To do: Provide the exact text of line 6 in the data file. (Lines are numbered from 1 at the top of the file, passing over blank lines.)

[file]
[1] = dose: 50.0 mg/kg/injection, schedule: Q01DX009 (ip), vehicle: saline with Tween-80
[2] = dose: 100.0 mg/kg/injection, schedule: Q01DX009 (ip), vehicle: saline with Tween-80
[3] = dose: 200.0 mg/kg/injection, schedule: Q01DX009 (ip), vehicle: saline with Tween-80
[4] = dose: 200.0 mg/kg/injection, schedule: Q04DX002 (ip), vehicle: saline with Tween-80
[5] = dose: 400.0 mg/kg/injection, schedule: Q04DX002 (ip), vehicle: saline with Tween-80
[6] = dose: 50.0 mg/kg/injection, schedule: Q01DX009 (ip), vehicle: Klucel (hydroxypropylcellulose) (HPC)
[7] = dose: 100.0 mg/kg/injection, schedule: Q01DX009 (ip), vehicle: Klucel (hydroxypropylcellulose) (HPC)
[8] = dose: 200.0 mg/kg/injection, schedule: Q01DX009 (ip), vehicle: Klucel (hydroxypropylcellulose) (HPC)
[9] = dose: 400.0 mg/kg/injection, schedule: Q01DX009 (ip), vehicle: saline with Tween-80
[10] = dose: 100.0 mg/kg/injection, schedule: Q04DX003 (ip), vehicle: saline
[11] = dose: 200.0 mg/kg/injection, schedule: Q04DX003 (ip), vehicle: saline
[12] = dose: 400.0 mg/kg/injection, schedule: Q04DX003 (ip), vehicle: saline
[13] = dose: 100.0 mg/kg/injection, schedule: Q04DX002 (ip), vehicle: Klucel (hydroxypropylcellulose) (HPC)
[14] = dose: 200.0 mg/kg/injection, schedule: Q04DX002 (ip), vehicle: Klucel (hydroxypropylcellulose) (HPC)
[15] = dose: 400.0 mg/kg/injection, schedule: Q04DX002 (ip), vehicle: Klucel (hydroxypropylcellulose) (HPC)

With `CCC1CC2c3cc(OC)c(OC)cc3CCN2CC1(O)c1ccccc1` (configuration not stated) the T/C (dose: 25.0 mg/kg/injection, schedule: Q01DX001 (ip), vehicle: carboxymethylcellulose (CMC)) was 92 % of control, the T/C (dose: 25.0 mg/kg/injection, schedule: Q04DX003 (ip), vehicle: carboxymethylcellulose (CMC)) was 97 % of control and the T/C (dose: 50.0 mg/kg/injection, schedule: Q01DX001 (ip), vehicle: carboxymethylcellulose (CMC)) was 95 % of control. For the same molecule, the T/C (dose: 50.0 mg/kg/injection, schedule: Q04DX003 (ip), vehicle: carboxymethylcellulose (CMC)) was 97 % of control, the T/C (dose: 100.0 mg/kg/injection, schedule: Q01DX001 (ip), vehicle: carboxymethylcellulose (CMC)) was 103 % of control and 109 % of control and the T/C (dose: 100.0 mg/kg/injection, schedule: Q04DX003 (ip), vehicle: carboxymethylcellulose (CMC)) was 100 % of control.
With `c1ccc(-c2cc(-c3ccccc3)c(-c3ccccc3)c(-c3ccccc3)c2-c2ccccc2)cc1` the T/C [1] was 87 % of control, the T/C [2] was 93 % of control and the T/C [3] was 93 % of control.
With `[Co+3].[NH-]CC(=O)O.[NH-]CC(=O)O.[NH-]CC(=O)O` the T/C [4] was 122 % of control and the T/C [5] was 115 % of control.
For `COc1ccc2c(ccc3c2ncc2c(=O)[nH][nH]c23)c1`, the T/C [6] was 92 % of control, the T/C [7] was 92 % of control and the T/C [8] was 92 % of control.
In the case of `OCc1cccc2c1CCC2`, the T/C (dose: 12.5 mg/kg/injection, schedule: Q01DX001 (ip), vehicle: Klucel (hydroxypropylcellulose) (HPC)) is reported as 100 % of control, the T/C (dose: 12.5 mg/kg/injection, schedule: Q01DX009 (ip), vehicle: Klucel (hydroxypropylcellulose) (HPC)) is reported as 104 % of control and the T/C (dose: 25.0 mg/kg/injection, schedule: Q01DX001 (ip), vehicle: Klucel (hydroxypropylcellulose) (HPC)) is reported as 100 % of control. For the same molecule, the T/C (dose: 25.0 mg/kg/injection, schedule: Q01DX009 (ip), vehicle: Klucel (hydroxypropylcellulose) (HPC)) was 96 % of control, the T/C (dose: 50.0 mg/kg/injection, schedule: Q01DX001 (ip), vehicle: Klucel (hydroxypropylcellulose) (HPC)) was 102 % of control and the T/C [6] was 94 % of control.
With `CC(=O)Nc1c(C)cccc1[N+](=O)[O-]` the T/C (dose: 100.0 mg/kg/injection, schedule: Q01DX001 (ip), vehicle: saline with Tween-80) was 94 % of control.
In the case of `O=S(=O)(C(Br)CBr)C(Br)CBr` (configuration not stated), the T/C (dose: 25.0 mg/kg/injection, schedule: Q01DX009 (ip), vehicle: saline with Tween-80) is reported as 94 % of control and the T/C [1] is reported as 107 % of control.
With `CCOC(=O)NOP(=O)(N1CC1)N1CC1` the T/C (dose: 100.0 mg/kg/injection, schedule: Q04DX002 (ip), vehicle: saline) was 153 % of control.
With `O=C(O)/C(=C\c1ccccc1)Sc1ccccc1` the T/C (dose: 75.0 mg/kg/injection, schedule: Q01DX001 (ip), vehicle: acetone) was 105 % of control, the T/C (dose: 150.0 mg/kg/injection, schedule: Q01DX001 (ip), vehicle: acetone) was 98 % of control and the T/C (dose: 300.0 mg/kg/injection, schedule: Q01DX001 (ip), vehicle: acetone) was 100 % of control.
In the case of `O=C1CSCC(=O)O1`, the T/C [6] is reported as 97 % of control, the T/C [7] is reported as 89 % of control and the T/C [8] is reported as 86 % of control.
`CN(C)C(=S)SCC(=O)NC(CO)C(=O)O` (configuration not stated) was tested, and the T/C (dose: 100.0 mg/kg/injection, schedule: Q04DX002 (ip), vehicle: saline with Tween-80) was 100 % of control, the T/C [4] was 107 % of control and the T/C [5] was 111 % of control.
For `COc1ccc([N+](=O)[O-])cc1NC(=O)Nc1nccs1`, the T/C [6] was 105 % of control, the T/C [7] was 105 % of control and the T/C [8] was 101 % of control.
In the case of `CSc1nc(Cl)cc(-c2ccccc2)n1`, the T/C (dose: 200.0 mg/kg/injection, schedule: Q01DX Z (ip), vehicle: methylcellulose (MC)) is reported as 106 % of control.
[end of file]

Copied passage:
[6] = dose: 50.0 mg/kg/injection, schedule: Q01DX009 (ip), vehicle: Klucel (hydroxypropylcellulose) (HPC)